A day after large chunks of the abandoned Packard Plant spilled onto the road last weekend, nearly striking a pedestrian, a large charter bus pulled into a litter-strewn lot and opened its doors. Dutch tourists clutching cameras walked out and began exploring the historic ruins.
A few days later, two tourists were carjacked in the same area and robbed of their money, camera and cell phones. It was just the latest assault on unsuspecting visitors who are drawn to the Packard’s 3.5 million square feet of crumbling concrete buildings, twisted metal and graffiti-covered walls.
For whatever reason, the risks aren’t deterring opportunists from profiting off of group tours of the cavernous ruins.
One such group, Motor City Photography Workshops, charges photographers to explore the Packard Plant and other abandoned buildings.
We “have been offering urban outings to Detroit to explore and shoot abandoned buildings since January 2012,” the site reads. “We have taken our members to over 40 abandoned locations in 2012 alone.”
Another local photographer rented a large charter bus from The Detroit Bus Company and took a group of Dutch tourists to the Packard Plant last weekend. They fanned out and explored the ruins.
When asked about the tour, The Detroit Bus Company said it had no idea one of its buses was taken to the Packard.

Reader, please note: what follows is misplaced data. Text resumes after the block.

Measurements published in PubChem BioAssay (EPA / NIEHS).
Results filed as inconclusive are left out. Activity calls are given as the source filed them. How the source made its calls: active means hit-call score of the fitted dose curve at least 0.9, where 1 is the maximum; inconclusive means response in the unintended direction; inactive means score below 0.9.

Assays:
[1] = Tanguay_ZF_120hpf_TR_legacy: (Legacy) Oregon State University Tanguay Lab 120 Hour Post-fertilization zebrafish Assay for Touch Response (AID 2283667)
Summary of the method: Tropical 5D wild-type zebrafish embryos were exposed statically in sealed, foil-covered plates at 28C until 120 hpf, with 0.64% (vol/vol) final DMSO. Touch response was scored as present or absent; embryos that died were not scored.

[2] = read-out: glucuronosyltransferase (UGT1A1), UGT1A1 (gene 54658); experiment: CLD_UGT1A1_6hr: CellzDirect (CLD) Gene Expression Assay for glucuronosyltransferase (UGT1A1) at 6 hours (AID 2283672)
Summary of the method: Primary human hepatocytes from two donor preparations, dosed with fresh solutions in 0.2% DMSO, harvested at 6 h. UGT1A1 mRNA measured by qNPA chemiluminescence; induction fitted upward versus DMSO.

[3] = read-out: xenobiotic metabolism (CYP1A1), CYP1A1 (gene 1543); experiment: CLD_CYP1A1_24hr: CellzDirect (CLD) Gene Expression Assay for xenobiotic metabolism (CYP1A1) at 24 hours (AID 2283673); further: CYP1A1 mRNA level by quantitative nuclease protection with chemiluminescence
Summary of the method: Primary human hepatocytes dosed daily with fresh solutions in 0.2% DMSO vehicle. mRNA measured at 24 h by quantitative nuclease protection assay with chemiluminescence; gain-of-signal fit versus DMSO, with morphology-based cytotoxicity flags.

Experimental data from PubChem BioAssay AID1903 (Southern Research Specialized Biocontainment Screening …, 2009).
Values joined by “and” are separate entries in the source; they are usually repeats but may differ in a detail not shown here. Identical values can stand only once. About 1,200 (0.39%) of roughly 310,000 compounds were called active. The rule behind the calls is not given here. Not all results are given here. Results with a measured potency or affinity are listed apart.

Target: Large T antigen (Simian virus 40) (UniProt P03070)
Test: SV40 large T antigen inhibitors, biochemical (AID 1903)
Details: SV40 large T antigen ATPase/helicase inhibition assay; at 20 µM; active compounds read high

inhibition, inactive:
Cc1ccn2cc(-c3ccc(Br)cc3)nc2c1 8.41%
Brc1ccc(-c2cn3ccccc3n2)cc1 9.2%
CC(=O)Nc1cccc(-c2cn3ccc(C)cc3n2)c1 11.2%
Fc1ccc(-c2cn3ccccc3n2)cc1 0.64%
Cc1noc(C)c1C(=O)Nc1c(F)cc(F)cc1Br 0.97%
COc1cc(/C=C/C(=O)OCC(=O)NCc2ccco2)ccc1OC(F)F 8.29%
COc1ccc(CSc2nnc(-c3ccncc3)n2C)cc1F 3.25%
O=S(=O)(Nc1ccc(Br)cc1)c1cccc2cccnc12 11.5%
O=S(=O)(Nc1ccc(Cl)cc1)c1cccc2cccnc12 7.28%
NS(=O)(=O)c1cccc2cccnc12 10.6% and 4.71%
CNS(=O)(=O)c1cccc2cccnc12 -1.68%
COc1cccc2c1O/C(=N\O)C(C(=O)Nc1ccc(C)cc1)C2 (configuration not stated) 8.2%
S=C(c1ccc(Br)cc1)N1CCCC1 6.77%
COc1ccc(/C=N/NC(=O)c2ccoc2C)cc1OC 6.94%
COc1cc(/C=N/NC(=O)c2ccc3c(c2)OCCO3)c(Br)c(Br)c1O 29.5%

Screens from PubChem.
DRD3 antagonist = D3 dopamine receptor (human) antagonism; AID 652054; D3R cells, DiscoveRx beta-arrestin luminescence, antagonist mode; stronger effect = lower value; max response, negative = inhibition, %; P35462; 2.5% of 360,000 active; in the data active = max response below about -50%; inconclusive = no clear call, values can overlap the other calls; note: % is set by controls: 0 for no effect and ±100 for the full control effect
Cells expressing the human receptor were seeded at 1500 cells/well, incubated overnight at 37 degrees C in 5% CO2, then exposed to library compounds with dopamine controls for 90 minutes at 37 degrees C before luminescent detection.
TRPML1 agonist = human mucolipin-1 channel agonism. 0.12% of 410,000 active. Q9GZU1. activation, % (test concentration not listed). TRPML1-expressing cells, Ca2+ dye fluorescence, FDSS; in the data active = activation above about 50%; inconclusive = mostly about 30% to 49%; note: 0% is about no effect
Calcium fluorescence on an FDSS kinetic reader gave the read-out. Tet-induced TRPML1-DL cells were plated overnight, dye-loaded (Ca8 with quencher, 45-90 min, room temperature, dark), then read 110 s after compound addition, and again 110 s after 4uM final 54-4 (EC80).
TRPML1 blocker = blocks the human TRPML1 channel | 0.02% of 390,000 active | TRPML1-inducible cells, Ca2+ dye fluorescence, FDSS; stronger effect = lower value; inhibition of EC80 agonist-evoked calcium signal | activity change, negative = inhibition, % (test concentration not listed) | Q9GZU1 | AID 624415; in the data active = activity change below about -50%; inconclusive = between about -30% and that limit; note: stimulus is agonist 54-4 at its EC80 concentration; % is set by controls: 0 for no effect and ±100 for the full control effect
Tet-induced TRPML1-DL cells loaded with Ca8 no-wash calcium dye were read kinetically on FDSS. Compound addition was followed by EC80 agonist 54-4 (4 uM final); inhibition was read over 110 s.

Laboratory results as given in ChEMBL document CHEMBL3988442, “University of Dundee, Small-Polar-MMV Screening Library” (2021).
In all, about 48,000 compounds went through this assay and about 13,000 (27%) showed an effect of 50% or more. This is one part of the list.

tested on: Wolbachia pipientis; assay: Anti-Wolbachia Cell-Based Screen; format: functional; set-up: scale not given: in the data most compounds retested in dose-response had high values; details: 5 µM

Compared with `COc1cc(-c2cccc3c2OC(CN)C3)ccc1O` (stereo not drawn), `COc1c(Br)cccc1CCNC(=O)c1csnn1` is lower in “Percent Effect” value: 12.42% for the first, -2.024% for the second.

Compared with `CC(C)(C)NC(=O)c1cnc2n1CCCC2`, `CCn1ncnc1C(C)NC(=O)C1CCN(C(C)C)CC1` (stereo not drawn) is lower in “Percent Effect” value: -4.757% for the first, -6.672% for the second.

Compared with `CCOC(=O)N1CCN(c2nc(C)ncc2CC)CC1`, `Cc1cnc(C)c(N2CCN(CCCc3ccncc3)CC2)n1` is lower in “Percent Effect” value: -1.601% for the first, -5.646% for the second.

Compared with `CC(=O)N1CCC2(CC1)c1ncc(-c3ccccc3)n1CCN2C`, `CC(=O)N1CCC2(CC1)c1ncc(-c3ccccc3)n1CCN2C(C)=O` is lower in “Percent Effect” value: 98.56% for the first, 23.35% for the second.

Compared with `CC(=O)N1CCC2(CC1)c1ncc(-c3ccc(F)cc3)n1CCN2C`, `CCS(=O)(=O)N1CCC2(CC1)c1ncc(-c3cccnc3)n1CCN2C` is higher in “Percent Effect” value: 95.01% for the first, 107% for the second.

“We don’t and will never do public tours to any relics like the Packard Plant,” Andy Didorosi, president and founder of The Detroit Bus Company, told us. “We work really hard to make certain the content of our tours is both informational and safe. Places like the Packard Plant and Michigan Central Station are easy pickings for exploitive tour providers – we’d rather show people the wonders that $2 will get you at Tom’s Tavern.”
For more positive tours, check out the The Detroit Bus Company’s listing of events.
The Packard Plant is crumbling from neglect but is about to have a new owner when this week’s Wayne County tax foreclosure auction ends.
Other stories about the Packard Plant:
- Packard Plant fetches $21,000 bid from anonymous investor
- Packard Plant burns; developer misses deadline to buy ruins
- Search for $10,000 leads to dingy sofa at Packard Plant
- Scrapping industry fights off new reforms
- Bing’s administration won’t stop illegal scrapping that is endangering Detroiters
- Investigation: Scrapyard near abandoned Packard Plant dishes out cash for stolen metal
- Investigation: Thieves tear apart Packard Plant for scrap metal in broad daylight; neighbors at risk
Steve Neavling lives and works in Detroit as an investigative journalist. His stories have uncovered corruption, led to arrests and reforms and prompted FBI investigations.